Snapchat users who want to sext
Snapchat answered this call, and the app generation has switched over in large numbers; some numbers say there are 100 million active monthly users, but that could be closer to 200 million, and users send 400 million snaps per day.
Most of Snapchat’s users are girls, making up around 75% of all users, and a third of teens in the US use the app on their smartphones clearly this is the app parents would want to download if they want to destroy the eversoimportant social lives of their moody children.
From the main screen, swipe right to view stories, holding your finger on a specific user’s Story to view it.
For those unfamiliar to Snapchat, Stories is a feature that allows users to upload photos or videos or a mix of both that stay viewable for 24 hours, rather than simply fading away after one viewing.
The belief, well-founded or not, could have important implications for how Snapchat is advertised.
The two needed someone to develop the idea, which would eventually be in the form of an app, so they sought out Bobby Murphy, a recent graduate from their university, Stanford.Snapchat, the unofficial sexting app where you can send photos and videos that vanish into the cosmos after a few seconds, has grown significantly over the past few years.Its beginning is somewhat of a spicy topic, as the generator of the idea, Reggie Brown, filed a lawsuit against the two people behind the app’s formulation and development, Evan Spiegel and Bobby Murphy (which was settled in September 2014 for an undisclosed amount and Brown was credited with the creation of the idea behind the app).The app itself is well developed and with recent updates has become seamless for users; there is no need to activate the camera as when the app opens it is already done for you.If you want to add a user to your contact list, tap the ghost icon, and you can even see who has added you recently.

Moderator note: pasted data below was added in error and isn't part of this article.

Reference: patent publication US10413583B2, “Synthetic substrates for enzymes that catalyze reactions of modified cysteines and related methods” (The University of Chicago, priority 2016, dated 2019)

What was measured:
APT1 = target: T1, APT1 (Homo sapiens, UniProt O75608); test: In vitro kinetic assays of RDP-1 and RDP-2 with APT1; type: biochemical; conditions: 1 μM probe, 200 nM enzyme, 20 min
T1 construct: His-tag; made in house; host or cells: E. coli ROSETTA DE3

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As the researchers found, the content of those snaps isn't quite what you'd expect: despite Snapchat's reputation for being "illicit," only 1.6 percent of respondents used the app primarily for sending sensitive or sexual material.